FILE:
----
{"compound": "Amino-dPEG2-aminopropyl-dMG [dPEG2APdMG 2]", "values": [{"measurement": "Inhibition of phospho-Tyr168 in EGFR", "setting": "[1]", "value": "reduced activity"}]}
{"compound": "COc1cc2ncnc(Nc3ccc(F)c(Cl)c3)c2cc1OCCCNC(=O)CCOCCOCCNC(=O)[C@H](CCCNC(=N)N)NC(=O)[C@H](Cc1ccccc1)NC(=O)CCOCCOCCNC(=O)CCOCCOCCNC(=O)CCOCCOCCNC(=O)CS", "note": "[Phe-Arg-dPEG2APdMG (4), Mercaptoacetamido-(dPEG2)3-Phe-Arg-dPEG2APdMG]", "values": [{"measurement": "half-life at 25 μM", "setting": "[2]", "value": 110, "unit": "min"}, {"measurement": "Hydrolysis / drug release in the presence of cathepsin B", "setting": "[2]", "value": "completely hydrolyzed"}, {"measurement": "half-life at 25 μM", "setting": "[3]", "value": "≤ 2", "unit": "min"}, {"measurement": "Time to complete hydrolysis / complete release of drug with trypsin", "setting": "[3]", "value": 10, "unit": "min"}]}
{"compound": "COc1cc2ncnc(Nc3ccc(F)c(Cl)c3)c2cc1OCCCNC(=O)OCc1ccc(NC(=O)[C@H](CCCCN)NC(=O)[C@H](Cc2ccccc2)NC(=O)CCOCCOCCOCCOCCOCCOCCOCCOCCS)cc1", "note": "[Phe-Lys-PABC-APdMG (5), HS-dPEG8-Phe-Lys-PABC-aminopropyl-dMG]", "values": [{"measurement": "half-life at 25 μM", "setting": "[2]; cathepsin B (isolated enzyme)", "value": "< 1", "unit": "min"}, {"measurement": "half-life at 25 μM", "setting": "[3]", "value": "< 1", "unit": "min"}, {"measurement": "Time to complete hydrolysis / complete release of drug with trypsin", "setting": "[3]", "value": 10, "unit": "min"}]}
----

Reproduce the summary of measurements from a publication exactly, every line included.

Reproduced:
{"compound": "Amino-dPEG2-aminopropyl-dMG [dPEG2APdMG 2]", "values": [{"measurement": "Inhibition of phospho-Tyr168 in EGFR", "setting": "[1]", "value": "reduced activity"}]}
{"compound": "COc1cc2ncnc(Nc3ccc(F)c(Cl)c3)c2cc1OCCCNC(=O)CCOCCOCCNC(=O)[C@H](CCCNC(=N)N)NC(=O)[C@H](Cc1ccccc1)NC(=O)CCOCCOCCNC(=O)CCOCCOCCNC(=O)CCOCCOCCNC(=O)CS", "note": "[Phe-Arg-dPEG2APdMG (4), Mercaptoacetamido-(dPEG2)3-Phe-Arg-dPEG2APdMG]", "values": [{"measurement": "half-life at 25 μM", "setting": "[2]", "value": 110, "unit": "min"}, {"measurement": "Hydrolysis / drug release in the presence of cathepsin B", "setting": "[2]", "value": "completely hydrolyzed"}, {"measurement": "half-life at 25 μM", "setting": "[3]", "value": "≤ 2", "unit": "min"}, {"measurement": "Time to complete hydrolysis / complete release of drug with trypsin", "setting": "[3]", "value": 10, "unit": "min"}]}
{"compound": "COc1cc2ncnc(Nc3ccc(F)c(Cl)c3)c2cc1OCCCNC(=O)OCc1ccc(NC(=O)[C@H](CCCCN)NC(=O)[C@H](Cc2ccccc2)NC(=O)CCOCCOCCOCCOCCOCCOCCOCCOCCS)cc1", "note": "[Phe-Lys-PABC-APdMG (5), HS-dPEG8-Phe-Lys-PABC-aminopropyl-dMG]", "values": [{"measurement": "half-life at 25 μM", "setting": "[2]; cathepsin B (isolated enzyme)", "value": "< 1", "unit": "min"}, {"measurement": "half-life at 25 μM", "setting": "[3]", "value": "< 1", "unit": "min"}, {"measurement": "Time to complete hydrolysis / complete release of drug with trypsin", "setting": "[3]", "value": 10, "unit": "min"}]}